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Punikaki, New Zealand

After driving 6 arduous hours on windy cliffside roads to Punikaki, we finally arrived to our hostel. We made ourselves comfortable at the Te Anu House in our cozy room. It was close to dinner time and we made a stop nearby to buy some groceries. It was busy in the kitchen as you would’ve expected around dinner but we were looking forward to meeting some new people. 

It felt like a weird high school party where all the girls stood on one side and all the boys were on the deck. Avery hopped outside to meet the guys and I started cooking. While traveling, I have been trying to teach myself one of the most valuable skill sets I will ever learn: to start and make conversations with new people. And a hostel is the perfect place to do so. 

I started making conversation with the girls and learned that they were American! To be honest, we didn’t come across a lot of Americans in New Zealand. Not sure if it’s because of the cost of the flight or the distance but I was eager to connect. We were both West Coasties and we bonded over the less-than-glamorous lifestyle of backpacking. I finally gave up on the hot water being able to properly boil on the electric stove and carried on with my pasta. It seemed Avery was making solid rapport with the new Aussie boys outside. They were from Sydney and we made plans to meet up in a few weeks. They were best friends camping through New Zealand on holiday. We finished our meal on the porch with the ocean breeze on our faces. I was extremely pleased with myself and my meal.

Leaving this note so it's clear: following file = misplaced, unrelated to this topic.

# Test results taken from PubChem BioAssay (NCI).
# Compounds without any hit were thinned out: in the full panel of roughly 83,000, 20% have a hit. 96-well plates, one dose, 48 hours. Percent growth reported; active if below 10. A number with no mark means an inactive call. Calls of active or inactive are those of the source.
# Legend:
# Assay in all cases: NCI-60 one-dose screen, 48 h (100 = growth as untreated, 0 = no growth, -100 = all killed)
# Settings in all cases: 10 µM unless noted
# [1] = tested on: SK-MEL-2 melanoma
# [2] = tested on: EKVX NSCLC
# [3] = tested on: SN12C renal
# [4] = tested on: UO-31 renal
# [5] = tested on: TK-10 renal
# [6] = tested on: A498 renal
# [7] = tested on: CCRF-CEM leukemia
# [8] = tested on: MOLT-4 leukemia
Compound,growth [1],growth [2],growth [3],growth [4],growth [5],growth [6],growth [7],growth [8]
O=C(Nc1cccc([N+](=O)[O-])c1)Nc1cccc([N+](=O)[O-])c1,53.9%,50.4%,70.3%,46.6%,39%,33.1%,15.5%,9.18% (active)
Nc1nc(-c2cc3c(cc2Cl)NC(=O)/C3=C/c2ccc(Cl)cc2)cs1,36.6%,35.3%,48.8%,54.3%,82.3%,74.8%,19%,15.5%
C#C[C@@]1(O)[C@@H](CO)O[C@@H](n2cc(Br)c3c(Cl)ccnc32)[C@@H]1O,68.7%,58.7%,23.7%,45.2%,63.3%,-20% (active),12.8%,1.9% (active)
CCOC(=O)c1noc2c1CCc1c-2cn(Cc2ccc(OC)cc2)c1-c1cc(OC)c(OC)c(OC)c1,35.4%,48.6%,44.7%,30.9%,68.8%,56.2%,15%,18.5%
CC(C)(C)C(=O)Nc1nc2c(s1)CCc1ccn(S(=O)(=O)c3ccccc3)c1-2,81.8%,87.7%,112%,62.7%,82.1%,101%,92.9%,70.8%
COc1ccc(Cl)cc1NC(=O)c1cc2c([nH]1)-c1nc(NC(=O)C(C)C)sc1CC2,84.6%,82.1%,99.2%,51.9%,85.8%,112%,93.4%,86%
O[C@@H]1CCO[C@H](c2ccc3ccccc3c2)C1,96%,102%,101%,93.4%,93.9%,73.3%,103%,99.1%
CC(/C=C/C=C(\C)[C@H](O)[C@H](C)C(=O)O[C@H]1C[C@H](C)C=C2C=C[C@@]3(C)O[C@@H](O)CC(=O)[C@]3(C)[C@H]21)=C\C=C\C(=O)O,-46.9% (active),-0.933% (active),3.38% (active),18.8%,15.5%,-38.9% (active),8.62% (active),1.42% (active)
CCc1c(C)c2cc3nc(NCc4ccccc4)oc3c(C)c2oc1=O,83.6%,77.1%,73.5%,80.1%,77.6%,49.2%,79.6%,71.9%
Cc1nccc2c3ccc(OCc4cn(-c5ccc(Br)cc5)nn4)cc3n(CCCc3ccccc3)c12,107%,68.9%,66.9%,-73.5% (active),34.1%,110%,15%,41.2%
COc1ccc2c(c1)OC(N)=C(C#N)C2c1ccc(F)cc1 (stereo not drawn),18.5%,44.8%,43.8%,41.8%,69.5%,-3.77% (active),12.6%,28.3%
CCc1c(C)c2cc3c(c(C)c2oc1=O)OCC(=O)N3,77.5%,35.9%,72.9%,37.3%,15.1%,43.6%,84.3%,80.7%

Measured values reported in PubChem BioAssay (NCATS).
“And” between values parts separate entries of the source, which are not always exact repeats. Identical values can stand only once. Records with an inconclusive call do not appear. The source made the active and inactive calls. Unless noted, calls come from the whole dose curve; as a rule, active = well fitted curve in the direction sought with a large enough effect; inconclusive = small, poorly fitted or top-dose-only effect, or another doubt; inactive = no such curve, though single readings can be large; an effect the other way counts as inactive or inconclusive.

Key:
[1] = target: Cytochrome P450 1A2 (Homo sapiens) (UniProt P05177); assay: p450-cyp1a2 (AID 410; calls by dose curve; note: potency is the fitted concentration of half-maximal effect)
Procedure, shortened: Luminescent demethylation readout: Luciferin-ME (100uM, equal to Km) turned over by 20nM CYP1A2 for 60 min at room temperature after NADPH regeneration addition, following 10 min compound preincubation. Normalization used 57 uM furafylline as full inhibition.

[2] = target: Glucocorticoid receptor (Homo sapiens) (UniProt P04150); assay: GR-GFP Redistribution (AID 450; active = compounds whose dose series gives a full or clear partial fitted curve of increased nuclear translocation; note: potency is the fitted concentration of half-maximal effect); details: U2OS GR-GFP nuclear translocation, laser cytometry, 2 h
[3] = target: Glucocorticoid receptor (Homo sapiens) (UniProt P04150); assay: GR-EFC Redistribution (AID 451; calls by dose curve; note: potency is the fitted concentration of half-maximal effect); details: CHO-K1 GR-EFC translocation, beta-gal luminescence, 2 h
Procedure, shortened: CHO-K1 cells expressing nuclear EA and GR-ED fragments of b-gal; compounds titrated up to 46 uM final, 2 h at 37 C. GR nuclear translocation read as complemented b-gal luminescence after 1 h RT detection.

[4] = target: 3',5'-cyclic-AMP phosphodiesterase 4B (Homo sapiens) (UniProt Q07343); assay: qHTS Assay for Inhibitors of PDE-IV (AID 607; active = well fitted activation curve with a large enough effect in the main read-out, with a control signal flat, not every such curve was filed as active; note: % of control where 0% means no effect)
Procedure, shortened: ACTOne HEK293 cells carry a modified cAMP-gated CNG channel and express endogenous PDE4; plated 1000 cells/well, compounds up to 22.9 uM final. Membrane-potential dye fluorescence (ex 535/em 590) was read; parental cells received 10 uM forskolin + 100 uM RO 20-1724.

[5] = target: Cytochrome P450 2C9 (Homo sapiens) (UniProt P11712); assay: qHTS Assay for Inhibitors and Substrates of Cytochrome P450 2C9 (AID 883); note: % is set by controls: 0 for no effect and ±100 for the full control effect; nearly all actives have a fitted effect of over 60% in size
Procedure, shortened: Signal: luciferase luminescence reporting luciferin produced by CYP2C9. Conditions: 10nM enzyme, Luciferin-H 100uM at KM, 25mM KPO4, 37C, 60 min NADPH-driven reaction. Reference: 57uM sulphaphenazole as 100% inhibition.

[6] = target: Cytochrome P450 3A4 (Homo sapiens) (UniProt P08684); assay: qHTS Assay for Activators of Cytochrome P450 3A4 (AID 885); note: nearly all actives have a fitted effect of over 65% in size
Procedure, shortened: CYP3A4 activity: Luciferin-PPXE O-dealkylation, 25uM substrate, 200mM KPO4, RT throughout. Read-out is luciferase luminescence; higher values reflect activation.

In the morning, we headed straight to the Pancake Rocks - Avery conveniently chose this hostel because of its proximity to the site. Unfortunately, we were going to miss high tide and it was raining. But we’ve been so blessed with good weather for most of our trip, that we were fine picking our battles. These rocks are old, okay? And I don’t mean a teenager calling a 40-year-old old. These guys are 30 million years old - the rocks are made of limestone and with the combination of lime-rich fragments of dead sea creatures, mud and clay, and earthquakes, these rocks organically became what they are today. From a metaphorical standpoint, it’s pretty incredible. When the tide is high, the waves crash into the rocks and splash and shoot right up to the sky just like blowholes. I recommend going at high tide for this effect but even when it’s rainy, it’s still really majestic. 

Obviously, there is a café 100m from the entrance that sells pancakes. Meh. I’ve seen better pancakes on a Saturday morning after a sleepover in New Jersey.

Catherine JoeiComment